Paul Krugman and Dean Baker have a challenge for those of us who advocate Social Security reform with personal accounts.
Krugman, of course, is America’s most dangerous liberal pundit — but maybe you’ve never heard of Baker. He’s co-director of the Center for Economic and Policy Research, a leftist think-tank funded by George Soros. Krugman and Baker were recently cited as “excellent sources” on Social Security reform by the Communist Party USA.
Here’s the challenge, from Krugman’s New York Times column Tuesday:
Mr. Baker has devised a test he calls “no economist left behind”: he challenges economists to make a projection of economic growth, dividends and capital gains that will yield a 6.5 percent rate of return over 75 years. Not one economist who supports privatization has been willing to take the test.
But the offer still stands. Ladies and gentlemen, would you care to explain your position?
Krugman is using Baker’s test to try to suggest that stocks can’t possibly have the kind of returns in the future that they’ve had in the past — so Social Security reform with personal accounts that could invest in stocks is bound to fail. And he’s suggesting that Baker’s brilliance has stunned the opponents of reform into silence. Hardly — it’s just that none of us would have bothered to pay attention to someone like Baker if Krugman hadn’t elevated him to the pages of America’s so-called “newspaper of record.”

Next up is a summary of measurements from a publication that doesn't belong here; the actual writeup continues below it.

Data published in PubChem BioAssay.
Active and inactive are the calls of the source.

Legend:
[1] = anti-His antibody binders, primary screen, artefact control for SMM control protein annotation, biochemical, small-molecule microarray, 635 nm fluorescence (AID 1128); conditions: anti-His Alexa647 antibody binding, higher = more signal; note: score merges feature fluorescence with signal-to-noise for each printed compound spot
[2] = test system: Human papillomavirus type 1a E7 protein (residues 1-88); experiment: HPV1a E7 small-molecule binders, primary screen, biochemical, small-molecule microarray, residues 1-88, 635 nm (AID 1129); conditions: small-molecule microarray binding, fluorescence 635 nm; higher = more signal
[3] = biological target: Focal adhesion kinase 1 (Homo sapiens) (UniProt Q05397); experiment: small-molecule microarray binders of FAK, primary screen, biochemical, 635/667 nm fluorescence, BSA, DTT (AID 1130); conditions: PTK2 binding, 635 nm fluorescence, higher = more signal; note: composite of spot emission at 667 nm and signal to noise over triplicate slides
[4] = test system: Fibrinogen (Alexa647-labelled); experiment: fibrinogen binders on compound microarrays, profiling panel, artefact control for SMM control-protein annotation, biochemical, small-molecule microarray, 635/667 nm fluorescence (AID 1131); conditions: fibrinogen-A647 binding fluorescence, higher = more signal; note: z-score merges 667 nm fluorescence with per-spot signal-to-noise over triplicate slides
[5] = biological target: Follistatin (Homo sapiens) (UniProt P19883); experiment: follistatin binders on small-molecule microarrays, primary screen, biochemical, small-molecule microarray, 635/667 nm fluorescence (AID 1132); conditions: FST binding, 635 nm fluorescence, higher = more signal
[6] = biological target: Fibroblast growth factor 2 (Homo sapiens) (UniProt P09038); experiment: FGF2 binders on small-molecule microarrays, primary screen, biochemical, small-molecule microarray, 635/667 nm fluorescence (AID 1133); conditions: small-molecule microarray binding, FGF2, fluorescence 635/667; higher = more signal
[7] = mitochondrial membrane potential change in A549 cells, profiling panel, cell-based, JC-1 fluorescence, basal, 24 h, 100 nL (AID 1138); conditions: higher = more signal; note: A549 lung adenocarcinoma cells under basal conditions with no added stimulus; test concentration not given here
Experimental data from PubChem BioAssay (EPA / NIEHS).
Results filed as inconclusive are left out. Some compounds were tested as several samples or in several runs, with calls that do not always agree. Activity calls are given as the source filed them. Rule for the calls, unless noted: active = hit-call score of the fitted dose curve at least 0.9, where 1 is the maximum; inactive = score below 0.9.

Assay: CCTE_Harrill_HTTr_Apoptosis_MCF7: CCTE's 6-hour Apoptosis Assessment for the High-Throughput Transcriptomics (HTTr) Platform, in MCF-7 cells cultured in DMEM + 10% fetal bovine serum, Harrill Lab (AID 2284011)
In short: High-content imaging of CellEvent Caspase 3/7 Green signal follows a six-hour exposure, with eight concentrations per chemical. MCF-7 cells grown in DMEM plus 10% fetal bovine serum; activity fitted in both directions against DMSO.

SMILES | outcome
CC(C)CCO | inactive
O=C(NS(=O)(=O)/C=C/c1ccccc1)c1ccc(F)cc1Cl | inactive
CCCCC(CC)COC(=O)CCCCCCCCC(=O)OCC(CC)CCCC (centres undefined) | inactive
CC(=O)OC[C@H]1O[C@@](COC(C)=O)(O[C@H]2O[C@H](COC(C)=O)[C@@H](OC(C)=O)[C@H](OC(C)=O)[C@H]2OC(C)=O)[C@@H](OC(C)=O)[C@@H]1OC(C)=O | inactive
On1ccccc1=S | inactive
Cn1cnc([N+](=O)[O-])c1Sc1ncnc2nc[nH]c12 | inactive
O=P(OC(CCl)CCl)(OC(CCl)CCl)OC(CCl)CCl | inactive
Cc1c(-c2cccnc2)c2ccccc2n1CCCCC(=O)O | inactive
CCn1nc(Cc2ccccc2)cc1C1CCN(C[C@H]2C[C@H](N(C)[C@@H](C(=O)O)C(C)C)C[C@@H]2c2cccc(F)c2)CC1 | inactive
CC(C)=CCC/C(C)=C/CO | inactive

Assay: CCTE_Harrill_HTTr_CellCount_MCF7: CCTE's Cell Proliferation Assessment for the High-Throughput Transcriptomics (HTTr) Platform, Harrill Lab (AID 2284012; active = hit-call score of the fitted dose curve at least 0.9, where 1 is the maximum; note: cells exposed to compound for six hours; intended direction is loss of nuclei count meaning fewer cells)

It’s dirty work, but someone has to do it.
Actually, it isn’t especially difficult. But to make the exercise interesting, I’ll limit myself to data Krugman himself offers in his very same Times column. Stand back, everybody — here goes.
Krugman states that the return on stocks from dividends and share repurchases is 3 percent. He states that “profits grow at the same rate as the economy,” and notes that “economic growth … averaged 3.4 percent per year over the last 75 years.” It’s simple arithmetic that if dividends grow at the rate of earnings growth, and earnings grow at the rate of GDP growth, and if the dividend and repurchase yield stays at 3 percent, then stock prices must rise each year by 3.4 percent.
That’s 3 percent per year in yield plus 3.4 percent in capital gains. Sounds like a 6.4 percent return, to me. Just a hair shy of the 6.5 percent Krugman and Baker asked for, but I am still going to declare victory.
Even without the arithmetic, there’s nothing so unusual about thinking that stocks could return something like 6.5 percent, after inflation, over the next 75 years. After all, they’ve returned exactly that over the last 75 years, according to Ibbotson Associates. Stocks are somewhat more highly valued today than they have been on average in the past, but that may well be nothing more sinister than a reflection of the risk-reduction opportunities in today’s globalized economy. Besides, today’s valuations are fully reflected in the 3 percent dividend and repurchase yield that Krugman himself posited.
What does the guru of long-term stock investing — celebrated Wharton professor Jeremy Siegel — have to say about it? According to a Krugman column two weeks ago, “even Jeremy Siegel, whose ’Stocks for the Long Run’ is often cited by those who favor stocks over bonds, has conceded that ‘returns on stocks over bonds won’t be as large as in the past.’” The point being that Americans would be better off leaving their Social Security taxes invested in the bonds held by the system’s trust funds, rather than investing in stocks through personal accounts.